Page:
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Molecular basis of the evolution of alternative tyrosine biosynthetic routes in plants

Nature Chemical Biology volume 13, pages 10291035 (2017) | Download Citation

Abstract

L-Tyrosine (Tyr) is essential for protein synthesis and is a precursor of numerous specialized metabolites crucial for plant and human health. Tyr can be synthesized via two alternative routes by different key regulatory TyrA family enzymes, prephenate dehydrogenase (PDH, also known as TyrAp) or arogenate dehydrogenase (ADH, also known as TyrAa), representing a unique divergence of primary metabolic pathways. The molecular foundation underlying the evolution of these alternative Tyr pathways is currently unknown. Here we characterized recently diverged plant PDH and ADH enzymes, obtained the X-ray crystal structure of soybean PDH, and identified a single amino acid residue that defines TyrA substrate specificity and regulation. Structures of mutated PDHs co-crystallized with Tyr indicate that substitutions of Asn222 confer ADH activity and Tyr sensitivity. Reciprocal mutagenesis of the corresponding residue in divergent plant ADHs further introduced PDH activity and relaxed Tyr sensitivity, highlighting the critical role of this residue in TyrA substrate specificity that underlies the evolution of alternative Tyr biosynthetic pathways in plants.

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Acknowledgements

We thank K. Wallin (University of Minnesota) and U. (Rosia) Schmidt for the cloning of MtncADH and SlncADH, respectively, and P.-M. Delaux (Universite´ de Toulouse) for help with a legume phylogenetic analysis. This work was supported by the National Science Foundation (IOS-1354971 to H.A.M. and MCB-1614539 to J.M.J.). C.K.H. was supported by the NSF Graduate Research Fellowship Program (DGE-1143954). Portions of this research were carried out at the Argonne National Laboratory Structural Biology Center of the Advanced Photon Source, a national user facility operated by the University of Chicago for the Department of Energy Office of Biological and Environmental Research (DE-AC02-06CH11357).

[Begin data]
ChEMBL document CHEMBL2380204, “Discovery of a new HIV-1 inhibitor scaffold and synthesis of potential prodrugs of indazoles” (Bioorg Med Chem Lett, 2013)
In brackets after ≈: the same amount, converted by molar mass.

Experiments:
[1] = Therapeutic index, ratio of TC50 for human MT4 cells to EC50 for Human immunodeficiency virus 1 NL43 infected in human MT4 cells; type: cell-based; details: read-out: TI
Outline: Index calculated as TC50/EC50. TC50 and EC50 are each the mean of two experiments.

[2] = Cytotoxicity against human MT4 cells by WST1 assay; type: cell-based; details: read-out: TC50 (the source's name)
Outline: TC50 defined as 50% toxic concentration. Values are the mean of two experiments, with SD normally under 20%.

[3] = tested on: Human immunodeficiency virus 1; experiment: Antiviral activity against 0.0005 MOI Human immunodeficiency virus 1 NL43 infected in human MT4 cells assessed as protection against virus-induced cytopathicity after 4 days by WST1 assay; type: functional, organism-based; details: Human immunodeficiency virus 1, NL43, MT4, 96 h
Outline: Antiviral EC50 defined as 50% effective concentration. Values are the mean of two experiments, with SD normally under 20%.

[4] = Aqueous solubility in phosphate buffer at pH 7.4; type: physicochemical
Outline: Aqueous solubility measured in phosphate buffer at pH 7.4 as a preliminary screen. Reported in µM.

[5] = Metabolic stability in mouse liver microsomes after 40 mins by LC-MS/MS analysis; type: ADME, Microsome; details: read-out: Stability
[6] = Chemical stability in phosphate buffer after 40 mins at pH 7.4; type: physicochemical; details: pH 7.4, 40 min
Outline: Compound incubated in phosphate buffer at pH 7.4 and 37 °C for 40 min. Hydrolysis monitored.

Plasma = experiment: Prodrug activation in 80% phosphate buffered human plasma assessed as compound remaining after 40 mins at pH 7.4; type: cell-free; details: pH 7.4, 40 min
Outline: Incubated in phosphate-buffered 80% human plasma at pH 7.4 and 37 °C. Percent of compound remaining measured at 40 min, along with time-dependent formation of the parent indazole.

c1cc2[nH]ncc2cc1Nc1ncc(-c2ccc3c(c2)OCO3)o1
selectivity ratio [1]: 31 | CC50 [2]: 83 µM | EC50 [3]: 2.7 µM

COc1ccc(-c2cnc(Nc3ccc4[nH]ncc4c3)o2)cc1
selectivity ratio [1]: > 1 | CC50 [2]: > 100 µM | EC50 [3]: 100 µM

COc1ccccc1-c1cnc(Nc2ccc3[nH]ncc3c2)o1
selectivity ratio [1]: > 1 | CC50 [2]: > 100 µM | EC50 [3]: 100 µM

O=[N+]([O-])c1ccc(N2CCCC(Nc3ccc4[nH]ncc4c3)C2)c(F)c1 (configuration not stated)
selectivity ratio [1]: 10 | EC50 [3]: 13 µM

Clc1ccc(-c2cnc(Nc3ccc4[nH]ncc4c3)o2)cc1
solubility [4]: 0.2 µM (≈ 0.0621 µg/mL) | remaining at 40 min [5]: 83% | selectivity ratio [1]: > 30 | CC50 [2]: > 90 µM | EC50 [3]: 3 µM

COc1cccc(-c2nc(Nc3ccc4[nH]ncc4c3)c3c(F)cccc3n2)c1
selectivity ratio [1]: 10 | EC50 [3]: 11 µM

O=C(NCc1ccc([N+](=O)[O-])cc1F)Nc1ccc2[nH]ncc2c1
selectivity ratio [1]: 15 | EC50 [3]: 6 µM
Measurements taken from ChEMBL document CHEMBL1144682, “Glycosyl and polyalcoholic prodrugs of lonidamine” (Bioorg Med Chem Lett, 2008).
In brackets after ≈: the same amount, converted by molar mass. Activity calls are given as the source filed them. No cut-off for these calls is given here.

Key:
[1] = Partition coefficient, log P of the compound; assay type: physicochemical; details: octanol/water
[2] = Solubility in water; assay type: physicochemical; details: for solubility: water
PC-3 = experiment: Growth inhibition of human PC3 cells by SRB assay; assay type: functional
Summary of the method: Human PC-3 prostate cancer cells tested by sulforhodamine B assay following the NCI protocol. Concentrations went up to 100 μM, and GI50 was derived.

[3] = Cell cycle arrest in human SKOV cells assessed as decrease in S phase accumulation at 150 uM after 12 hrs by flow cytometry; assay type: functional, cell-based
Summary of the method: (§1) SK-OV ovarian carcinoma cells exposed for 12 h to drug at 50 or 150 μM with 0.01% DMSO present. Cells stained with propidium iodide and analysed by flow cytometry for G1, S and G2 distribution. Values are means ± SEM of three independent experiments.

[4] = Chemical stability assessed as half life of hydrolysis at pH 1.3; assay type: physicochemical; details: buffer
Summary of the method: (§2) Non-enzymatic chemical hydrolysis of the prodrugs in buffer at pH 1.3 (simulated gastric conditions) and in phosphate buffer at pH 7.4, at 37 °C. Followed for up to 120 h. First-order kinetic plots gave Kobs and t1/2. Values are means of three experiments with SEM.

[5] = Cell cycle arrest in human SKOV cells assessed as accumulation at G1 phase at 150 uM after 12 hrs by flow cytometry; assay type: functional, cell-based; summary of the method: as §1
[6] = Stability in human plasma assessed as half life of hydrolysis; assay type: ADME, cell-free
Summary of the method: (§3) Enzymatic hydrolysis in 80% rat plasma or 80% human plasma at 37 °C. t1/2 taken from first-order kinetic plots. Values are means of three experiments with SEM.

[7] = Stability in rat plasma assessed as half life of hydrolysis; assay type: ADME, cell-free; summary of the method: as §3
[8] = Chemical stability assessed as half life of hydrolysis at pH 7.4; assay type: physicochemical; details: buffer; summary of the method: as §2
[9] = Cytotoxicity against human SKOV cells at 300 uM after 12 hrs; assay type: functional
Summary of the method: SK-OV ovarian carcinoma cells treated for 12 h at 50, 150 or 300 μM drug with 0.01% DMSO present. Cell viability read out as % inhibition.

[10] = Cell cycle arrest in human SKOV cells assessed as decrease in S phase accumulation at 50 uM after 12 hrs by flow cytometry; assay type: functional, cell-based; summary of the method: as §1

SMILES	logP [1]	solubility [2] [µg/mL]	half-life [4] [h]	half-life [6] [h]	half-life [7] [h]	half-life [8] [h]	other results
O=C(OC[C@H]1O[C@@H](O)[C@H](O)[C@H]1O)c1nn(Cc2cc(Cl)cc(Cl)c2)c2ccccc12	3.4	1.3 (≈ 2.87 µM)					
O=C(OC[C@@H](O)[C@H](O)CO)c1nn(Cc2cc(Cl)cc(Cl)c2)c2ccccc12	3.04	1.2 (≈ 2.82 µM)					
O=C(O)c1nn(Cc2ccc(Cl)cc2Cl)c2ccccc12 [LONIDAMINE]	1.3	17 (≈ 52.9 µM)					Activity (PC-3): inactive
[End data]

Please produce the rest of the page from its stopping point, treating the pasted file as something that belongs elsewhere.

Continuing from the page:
Author information

Author notes

    • Craig A Schenck
    •  & Cynthia K Holland

    These authors contributed equally to this work.

Affiliations

  1. Department of Botany, University of Wisconsin-Madison, Madison, Wisconsin, USA.

    • Craig A Schenck
    • , Matthew R Schneider
    • , Yusen Men
    •  & Hiroshi A Maeda
  2. Department of Biology, Washington University in St. Louis, St. Louis, Missouri, USA.

    • Cynthia K Holland
    • , Soon Goo Lee
    •  & Joseph M Jez

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Contributions

C.A.S., C.K.H., J.M.J., and H.A.M. designed the research, C.A.S. performed phylogenetic analyses, and C.A.S., M.R.S., and Y.M. performed site-directed mutagenesis and biochemical characterization of recombinant enzymes. C.K.H. expressed, purified, and crystallized proteins, collected diffraction data, and determined crystal structures. S.G.L. assisted with SAD phasing, C.A.S., C.K.H., J.M.J., and H.A.M. analyzed data, and C.A.S., C.K.H., J.M.J., and H.A.M. wrote the paper with all authors providing editorial input.

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The authors declare no competing financial interests.

Corresponding author

Correspondence to Hiroshi A Maeda.

Supplementary information

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  1. 1.

    Supplementary Text and Figures

    Supplementary Results, Supplementary Tables 1–3, Supplementary Figures 1–8

Excel files

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    Supplementary Dataset 1

    Sequences used in the phylogenetic analyses from Figure 1 and Supplementary Figure 1

Text files

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    Supplementary Dataset 2

    Full amino acid alignment made in MUSCLE used to construct the phylogenetic analyses in Supplementary Fig. 1

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DOI

https://doi.org/10.1038/nchembio.2414

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